Fifthly, teachers in Choueifat schools are ordered by their superiors to discourage the students from asking questions, thinking for themselves and in any way disagreeing with anything their teachers may tell them. This is not education: this is indoctrination and brain-washing.
Sixthly, my Muslim friends tell me that the Qu'ran says that each child is the unique and special handiwork of Our Creator, so it is rather a pity that those in charge of the SABIS "schools" seem to know little or nothing about Islam. The Choueifat system seems to be designed to crush a child's individuality and creativity, rather than nurture and develop it.
The last time I wrote about the SABIS system, no one challeneged my comments. No one claimed that the Choueifat teachers really are well trained, qualified and certified graduates from good universities. No one said that the Choueifat teachers really are allowed to speak to the parents. And, last but by no means least, no one has ever told me that their child is HAPPY at a Choueifat school.
u can try santhinkathen Indian school this in the Doha-Jadeth area
Dess leads up to Doha College and teaches up to grade Six and secondary education follows up with Doha College, starting with grade 7 to A-Level.
The problem with DESS is that, it goes only up to grade 5. Correct me if I am wrong.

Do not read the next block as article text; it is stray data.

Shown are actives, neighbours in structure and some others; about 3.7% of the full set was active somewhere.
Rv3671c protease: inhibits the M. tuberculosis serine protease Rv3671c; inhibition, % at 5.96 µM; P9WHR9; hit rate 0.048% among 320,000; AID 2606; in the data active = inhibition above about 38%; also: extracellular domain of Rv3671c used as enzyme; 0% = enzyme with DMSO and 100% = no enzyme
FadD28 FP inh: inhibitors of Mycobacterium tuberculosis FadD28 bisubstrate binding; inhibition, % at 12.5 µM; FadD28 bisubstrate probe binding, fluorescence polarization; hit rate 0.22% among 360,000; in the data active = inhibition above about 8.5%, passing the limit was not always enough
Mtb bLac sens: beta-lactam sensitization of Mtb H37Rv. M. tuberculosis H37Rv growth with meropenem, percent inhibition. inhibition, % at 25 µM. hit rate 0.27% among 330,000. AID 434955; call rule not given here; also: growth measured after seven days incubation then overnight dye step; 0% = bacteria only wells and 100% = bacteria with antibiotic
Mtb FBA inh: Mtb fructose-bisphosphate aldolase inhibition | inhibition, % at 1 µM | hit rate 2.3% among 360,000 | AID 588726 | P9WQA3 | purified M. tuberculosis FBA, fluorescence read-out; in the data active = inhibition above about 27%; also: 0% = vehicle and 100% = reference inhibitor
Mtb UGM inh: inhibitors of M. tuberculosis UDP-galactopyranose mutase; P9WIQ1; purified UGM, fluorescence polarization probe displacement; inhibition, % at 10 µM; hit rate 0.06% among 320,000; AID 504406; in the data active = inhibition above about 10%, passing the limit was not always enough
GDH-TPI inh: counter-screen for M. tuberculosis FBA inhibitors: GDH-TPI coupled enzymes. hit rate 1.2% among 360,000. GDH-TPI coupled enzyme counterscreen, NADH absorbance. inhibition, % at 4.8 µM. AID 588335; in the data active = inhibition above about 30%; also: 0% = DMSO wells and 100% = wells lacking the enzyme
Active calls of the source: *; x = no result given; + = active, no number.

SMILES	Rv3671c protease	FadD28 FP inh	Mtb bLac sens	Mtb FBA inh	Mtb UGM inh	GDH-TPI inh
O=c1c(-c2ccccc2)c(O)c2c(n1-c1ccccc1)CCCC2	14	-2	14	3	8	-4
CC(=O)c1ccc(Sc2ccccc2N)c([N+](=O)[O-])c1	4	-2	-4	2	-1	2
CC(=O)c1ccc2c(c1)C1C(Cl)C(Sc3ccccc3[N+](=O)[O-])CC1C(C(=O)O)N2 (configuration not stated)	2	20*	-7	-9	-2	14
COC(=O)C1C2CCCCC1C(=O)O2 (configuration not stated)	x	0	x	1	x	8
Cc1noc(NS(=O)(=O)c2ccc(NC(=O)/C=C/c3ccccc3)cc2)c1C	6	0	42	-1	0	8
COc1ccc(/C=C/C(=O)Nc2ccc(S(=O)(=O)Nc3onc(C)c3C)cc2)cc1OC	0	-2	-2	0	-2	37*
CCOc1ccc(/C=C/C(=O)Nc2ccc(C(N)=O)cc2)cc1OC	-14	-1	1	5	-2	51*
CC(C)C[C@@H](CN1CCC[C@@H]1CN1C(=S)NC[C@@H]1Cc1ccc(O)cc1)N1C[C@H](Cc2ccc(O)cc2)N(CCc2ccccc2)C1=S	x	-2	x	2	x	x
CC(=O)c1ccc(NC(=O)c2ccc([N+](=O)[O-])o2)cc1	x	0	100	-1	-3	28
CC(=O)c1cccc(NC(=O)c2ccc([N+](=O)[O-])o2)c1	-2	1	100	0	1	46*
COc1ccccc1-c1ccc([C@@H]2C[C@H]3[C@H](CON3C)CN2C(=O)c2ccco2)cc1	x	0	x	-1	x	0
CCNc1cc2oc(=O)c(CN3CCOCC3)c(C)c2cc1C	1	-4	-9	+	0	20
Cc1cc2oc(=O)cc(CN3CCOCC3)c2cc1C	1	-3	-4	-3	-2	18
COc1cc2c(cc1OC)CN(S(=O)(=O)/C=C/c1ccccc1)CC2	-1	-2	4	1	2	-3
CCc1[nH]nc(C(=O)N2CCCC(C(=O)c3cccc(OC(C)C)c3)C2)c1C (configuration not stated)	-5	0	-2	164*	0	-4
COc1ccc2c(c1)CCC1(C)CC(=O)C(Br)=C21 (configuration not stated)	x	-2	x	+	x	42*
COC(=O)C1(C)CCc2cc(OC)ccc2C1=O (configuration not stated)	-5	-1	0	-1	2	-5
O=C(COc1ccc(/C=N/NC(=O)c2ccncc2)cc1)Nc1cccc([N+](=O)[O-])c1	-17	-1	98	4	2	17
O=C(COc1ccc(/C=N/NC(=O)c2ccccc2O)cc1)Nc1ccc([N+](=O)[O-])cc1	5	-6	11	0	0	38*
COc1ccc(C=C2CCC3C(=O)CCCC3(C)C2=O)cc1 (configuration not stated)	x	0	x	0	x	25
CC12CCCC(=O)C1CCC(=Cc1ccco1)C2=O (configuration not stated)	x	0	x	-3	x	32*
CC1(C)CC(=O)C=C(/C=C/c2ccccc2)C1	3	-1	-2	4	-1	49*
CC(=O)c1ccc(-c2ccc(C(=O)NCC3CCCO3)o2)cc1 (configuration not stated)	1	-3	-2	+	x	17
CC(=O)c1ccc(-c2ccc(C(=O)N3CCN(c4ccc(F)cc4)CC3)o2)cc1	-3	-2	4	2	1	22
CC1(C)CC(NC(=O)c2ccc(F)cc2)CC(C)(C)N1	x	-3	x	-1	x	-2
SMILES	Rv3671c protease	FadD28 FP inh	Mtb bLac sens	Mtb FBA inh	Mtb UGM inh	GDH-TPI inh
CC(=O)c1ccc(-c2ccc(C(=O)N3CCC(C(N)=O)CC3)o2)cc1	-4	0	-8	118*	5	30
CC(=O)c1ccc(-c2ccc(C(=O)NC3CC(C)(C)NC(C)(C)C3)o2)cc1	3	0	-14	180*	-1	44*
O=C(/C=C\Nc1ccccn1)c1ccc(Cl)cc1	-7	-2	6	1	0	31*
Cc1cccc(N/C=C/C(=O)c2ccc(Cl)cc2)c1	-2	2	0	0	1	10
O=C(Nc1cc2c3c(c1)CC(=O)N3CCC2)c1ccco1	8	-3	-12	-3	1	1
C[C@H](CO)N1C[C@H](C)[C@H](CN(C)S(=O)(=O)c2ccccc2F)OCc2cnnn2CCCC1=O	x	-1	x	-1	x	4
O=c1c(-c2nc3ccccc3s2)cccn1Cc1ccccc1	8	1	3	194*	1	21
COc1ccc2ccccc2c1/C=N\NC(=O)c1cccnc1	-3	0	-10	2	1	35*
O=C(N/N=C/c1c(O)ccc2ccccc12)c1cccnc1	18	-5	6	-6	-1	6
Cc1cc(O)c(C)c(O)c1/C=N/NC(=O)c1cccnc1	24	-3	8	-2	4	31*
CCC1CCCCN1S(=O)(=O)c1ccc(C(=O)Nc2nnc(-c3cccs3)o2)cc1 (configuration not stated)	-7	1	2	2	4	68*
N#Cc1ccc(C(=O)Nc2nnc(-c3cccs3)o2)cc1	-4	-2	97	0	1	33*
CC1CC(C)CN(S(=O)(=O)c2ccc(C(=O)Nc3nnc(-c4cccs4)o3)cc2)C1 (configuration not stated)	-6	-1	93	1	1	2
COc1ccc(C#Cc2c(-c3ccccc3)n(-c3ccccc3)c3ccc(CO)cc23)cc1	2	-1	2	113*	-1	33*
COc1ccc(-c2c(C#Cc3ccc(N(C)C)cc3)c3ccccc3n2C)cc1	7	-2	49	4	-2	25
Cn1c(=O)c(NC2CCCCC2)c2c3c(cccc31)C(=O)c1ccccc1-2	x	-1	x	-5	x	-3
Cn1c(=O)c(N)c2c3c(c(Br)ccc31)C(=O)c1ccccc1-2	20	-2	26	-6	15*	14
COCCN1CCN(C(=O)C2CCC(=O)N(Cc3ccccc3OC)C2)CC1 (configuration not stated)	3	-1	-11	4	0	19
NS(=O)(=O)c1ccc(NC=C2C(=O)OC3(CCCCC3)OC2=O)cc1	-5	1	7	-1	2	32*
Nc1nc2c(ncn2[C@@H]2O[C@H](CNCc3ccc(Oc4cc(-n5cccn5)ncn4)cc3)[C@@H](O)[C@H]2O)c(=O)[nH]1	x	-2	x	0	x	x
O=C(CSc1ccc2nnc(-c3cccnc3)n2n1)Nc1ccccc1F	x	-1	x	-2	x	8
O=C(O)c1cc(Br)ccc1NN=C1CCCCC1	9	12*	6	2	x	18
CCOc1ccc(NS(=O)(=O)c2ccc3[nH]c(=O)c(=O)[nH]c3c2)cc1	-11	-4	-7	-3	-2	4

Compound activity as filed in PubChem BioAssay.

I have been looking around for a while now and would recommend either Park House or Qatar International.
Unfortuantely for a better education you have to travel a bit...... I know its a bit of pain to say the least, that is the price we ahve to pay for a better education.
Doha English speaking school is the best. My children studied in DESS. They never carried heavy school bags. Learnt everything comfortably. For basic education I highly recomend DESS.
thanx Hyrcania for the info ..i heard the same about Choueifat.....
anyways can someone tell me about the difference btw Newton British school and Newton International school and which one is better??
If you are staying in al waab area. Newton British school i am sure still they have a space for your daughter. and its nearby.
My son goes to Choueifat. I must warn you their system is extremely tough and beleive me I have problem carrying his bag, as it is so heavy.
They really feed the kids with a lot. However from descipline point of view I don't think any school can match it.
Although my son is doing very well and he loves the school, I am really thinking of changing his school for next year, since I feel he is somehow missing his childhood.
I think I am right in saying that, there is a long waiting list for Choueifat as well.
Thankyo all of you for ur precious advice..
I heard a lot about International school of Choeuifat...does anyone has any info ...n besides parkhouse has no vacancies....
Newton is positively on my list ..
wish me luck ppl..
My son is at Compass International. Love the school and work there part time. Great for younger kids as the school is not to big and lots of attention to detail...
FASTER, FASTER, FASTER, till the fear of death subsides
My kids are currently at the Newton British School, close by the Khalifa Staduim. So far, no regrets.
It depends on the curriculum you want to follow, british curriculum good schools are DESS, Park House, the american school is obviously good for american curriculum
The request was for a "good" school, qatariboy!
u can try cambridge school